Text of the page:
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The Honolulu Advertiser

Posted on: Friday, May 3, 2002

The 2002 Legislature
Assisted suicide bill rejected

• Consumer bills gain passage
• Legislative scorecard

By Lynda Arakawa
and Kevin Dayton
Advertiser Capitol Bureau

The state Senate yesterday defeated a bill to allow assisted suicide when three lawmakers switched their votes on the final day of the 2002 Legislature.

After more than two hours of debate that was both emotional and pragmatic, the Senate voted 14-11 to reject House Bill 2487, which would have allowed terminally ill, competent people to obtain lethal prescriptions that they could take themselves to end their lives.

Lawmakers in the Senate and House approved a measure that would cap and regulate wholesale and retail gas prices beginning in 2004. It was among several measures passed as lawmakers wrapped up the 60-day legislative session.

Two days earlier, the Senate voted 13-12 to advance the assisted suicide bill to a final vote, after it had been bottled up in a committee for much of the session. But three senators who had voted yes on Tuesday — Bob Hogue, Donna Mercado Kim and Rod Tam — voted no yesterday.

Hogue, R-24th (Kane'ohe, Kailua), said he wasn't convinced patients would truly be in control of the decision. Kim, D-15th (Kalihi Valley, 'Aiea), said she was uncomfortable with parts of the bill, such as a requirement for only a two-week relationship between doctor and patient. Tam, D-13th (Nu'uanu, Mo'ili'ili, Manoa), said lawmakers and the public should not rush into such a important decision.

The vote to defeat the bill disappointed supporters such as Bill Perry, a 91-year-old Honolulu resident who has prostate cancer.

"That's the only bill that we have available that gives people a choice to make a decision over their own body," Perry said. He said he cannot say whether he would have used physician-assisted suicide if it became legal but that he would like to have the choice to do so.

"If life became so unbearable ... I would like to have the opportunity to make that decision," he said.

But Kelly Rosati, executive director of the Hawai'i Family Forum, said the focus should be on improving pain management and palliative treatment rather than giving people a means to end their lives.

"I am convinced that any right to die granted by this body would turn into a duty to die for Hawai'i's elderly and sick population," she said. "We have to do a better job delivering care to them, not delivering them the tools of death. We can do better than that."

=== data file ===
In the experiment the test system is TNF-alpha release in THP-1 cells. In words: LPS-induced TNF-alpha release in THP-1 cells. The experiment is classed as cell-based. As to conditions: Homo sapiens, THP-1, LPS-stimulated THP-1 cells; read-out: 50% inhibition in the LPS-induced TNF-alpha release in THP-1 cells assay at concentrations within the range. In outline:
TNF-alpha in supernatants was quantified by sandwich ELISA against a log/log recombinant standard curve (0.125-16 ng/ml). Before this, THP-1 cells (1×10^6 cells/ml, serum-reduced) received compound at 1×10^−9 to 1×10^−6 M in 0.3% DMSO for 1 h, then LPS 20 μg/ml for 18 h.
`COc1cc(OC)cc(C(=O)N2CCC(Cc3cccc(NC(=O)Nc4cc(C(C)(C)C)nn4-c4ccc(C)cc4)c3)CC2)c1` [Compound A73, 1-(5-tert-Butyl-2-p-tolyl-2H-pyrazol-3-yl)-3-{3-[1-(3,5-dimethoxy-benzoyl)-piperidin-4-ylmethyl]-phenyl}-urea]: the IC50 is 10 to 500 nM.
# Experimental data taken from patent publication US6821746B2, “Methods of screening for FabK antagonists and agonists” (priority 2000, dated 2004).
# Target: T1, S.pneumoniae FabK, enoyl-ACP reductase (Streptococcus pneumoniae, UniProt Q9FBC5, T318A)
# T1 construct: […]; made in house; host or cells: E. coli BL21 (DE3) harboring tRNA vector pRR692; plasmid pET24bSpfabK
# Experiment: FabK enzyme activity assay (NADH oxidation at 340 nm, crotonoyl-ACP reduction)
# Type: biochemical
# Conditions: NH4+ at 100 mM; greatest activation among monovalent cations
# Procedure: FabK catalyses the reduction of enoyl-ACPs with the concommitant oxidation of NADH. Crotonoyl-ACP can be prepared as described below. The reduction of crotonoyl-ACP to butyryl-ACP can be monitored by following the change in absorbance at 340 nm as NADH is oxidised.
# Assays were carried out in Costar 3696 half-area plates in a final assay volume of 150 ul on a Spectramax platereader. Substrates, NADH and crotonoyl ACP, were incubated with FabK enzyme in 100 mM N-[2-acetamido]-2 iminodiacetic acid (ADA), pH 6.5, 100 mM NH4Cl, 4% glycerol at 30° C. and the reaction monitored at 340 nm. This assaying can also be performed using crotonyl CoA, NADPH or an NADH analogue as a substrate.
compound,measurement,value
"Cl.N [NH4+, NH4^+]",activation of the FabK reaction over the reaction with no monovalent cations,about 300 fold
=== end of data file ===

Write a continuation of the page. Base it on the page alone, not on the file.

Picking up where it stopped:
Senators who supported the bill said there would be ample safeguards to prevent people from abusing a physician-assisted suicide law and argued that terminally ill people deserve a right to control the way they die.

But opponents said there were flaws in the bill and that lawmakers should not rush to pass legislation at the last minute without adequate public input and review. Up until Tuesday the bill was presumed to have failed because Senate Health and Human Services Committee Chairman David Matsuura, D-2nd (S. Hilo, Puna), had bottled up the measure in committee.

But senators pulled the bill to the floor on Tuesday, reviving the measure and sparking an emotional discussion on whether the terminally ill have a right to end their own lives.

Gov. Ben Cayetano, who proposed the measure, said he was disappointed but impressed by the level of debate on the issue.

"I thought it was a debate that, unlike many of the debates on the other issues, was one of very high level, without any hint of partisanship, and the positions stated I think were very, very good, and there's a tremendous opportunity to raise the level of awareness on this subject," he said.

Gas price caps

Opponents said capping gas prices would hurt small gas dealers, particularly on the Neighbor Islands, and that gas prices are already low. But supporters said the measure would provide relief to Hawai'i consumers.

Beginning July 2004, the state would set the maximum price of gasoline, based on an index of West Coast wholesale gasoline prices.

House Minority Floor Leader Charles Djou said the bill is the worst form of government regulation.. No other state in the nation has price controls and regulation of the sort contained in the bill, he said.

But House Energy and Environmental Protection Chairwoman Hermina Morita, D-12th (E. Maui, N. Kaua'i), said the bill will make gasoline pricing as transparent as possible to benefit consumers.

Advertiser staff writer Johnny Brannon contributed to this report. Reach Lynda Arakawa at larakawa@honoluluadvertiser.com or at 525-8070.